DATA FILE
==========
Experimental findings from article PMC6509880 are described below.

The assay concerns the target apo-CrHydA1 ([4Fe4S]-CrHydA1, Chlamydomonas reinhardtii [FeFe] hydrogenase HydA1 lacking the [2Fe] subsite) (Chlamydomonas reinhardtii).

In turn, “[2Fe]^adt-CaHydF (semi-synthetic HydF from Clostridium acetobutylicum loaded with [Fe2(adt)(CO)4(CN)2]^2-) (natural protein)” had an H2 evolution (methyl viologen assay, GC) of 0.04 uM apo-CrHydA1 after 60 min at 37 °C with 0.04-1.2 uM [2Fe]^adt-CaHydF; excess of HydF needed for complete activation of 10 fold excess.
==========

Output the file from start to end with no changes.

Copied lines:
Experimental findings from article PMC6509880 are described below.

The assay concerns the target apo-CrHydA1 ([4Fe4S]-CrHydA1, Chlamydomonas reinhardtii [FeFe] hydrogenase HydA1 lacking the [2Fe] subsite) (Chlamydomonas reinhardtii).

In turn, “[2Fe]^adt-CaHydF (semi-synthetic HydF from Clostridium acetobutylicum loaded with [Fe2(adt)(CO)4(CN)2]^2-) (natural protein)” had an H2 evolution (methyl viologen assay, GC) of 0.04 uM apo-CrHydA1 after 60 min at 37 °C with 0.04-1.2 uM [2Fe]^adt-CaHydF; excess of HydF needed for complete activation of 10 fold excess.